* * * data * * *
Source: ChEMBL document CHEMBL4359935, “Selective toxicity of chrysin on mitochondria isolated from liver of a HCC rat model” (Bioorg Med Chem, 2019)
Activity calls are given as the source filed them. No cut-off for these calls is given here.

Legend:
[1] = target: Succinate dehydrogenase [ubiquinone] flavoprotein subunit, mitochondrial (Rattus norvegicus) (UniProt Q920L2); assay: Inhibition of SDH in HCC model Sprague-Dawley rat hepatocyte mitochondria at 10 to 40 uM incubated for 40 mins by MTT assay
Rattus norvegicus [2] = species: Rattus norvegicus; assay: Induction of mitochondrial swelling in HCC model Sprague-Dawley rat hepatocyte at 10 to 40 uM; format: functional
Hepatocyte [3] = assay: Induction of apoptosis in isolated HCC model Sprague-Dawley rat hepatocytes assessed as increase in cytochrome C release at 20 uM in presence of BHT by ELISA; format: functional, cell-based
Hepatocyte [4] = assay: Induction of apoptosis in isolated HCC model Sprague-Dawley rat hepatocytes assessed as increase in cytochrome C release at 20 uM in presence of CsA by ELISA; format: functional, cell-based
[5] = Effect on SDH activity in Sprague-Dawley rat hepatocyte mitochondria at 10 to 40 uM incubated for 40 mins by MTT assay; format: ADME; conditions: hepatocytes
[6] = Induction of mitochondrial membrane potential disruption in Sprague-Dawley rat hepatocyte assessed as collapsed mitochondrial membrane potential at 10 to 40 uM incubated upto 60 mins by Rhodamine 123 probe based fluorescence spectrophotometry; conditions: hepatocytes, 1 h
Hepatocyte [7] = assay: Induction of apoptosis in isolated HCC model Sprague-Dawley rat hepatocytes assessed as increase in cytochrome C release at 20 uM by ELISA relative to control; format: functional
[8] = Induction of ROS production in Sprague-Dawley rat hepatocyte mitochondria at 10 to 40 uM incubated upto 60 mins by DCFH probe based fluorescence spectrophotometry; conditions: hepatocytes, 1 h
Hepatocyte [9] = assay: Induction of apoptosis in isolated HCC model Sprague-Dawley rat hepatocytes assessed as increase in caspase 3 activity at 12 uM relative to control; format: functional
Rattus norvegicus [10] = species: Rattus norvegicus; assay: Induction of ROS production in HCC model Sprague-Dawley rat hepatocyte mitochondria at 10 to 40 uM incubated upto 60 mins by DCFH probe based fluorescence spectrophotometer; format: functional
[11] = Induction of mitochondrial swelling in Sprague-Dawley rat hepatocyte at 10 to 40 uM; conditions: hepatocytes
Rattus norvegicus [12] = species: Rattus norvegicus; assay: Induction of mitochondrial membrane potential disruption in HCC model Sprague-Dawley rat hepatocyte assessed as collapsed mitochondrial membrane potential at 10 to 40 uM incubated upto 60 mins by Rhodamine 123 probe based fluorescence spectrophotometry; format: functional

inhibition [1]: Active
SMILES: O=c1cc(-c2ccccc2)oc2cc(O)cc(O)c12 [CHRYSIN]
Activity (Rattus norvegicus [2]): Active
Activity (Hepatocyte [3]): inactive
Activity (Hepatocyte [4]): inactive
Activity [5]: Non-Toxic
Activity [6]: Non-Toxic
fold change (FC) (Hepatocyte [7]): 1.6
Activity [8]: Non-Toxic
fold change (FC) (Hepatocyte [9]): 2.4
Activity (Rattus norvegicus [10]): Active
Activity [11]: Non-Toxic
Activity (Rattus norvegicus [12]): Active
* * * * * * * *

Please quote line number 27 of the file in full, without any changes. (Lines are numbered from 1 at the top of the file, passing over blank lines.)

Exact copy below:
Activity [11]: Non-Toxic